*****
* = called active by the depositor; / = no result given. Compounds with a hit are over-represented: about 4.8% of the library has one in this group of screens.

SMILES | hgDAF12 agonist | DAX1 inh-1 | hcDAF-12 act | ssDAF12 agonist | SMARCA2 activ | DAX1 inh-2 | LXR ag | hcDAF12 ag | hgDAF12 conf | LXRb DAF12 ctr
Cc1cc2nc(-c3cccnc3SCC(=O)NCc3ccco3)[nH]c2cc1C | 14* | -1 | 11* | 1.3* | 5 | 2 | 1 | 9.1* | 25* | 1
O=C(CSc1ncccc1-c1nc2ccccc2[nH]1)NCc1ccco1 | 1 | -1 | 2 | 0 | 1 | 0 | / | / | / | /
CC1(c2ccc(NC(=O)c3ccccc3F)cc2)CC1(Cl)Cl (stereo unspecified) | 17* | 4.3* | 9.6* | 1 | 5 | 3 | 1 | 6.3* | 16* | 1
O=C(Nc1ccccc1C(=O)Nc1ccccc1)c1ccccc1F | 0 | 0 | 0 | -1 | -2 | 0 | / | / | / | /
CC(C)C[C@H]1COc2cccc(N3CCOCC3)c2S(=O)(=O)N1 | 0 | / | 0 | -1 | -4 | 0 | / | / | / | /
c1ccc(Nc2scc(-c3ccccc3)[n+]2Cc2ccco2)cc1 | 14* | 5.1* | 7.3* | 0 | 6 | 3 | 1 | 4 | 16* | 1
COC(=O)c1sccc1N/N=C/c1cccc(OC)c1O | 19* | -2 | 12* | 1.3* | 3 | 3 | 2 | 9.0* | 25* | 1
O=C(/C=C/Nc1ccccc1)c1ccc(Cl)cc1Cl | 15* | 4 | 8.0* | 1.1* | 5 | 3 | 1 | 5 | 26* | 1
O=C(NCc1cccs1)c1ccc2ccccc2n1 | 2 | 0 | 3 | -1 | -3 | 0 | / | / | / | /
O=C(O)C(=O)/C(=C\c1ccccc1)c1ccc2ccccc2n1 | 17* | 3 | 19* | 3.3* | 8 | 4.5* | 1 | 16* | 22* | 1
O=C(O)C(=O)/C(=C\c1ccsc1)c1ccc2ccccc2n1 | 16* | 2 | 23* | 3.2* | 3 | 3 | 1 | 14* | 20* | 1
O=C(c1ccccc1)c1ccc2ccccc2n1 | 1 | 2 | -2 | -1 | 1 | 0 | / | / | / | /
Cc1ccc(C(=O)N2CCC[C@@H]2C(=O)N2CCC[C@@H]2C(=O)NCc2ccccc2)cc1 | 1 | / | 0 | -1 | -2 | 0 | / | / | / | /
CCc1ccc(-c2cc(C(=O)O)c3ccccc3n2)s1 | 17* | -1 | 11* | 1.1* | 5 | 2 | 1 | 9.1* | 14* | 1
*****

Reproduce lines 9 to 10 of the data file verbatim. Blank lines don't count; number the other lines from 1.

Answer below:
COC(=O)c1sccc1N/N=C/c1cccc(OC)c1O | 19* | -2 | 12* | 1.3* | 3 | 3 | 2 | 9.0* | 25* | 1
O=C(/C=C/Nc1ccccc1)c1ccc(Cl)cc1Cl | 15* | 4 | 8.0* | 1.1* | 5 | 3 | 1 | 5 | 26* | 1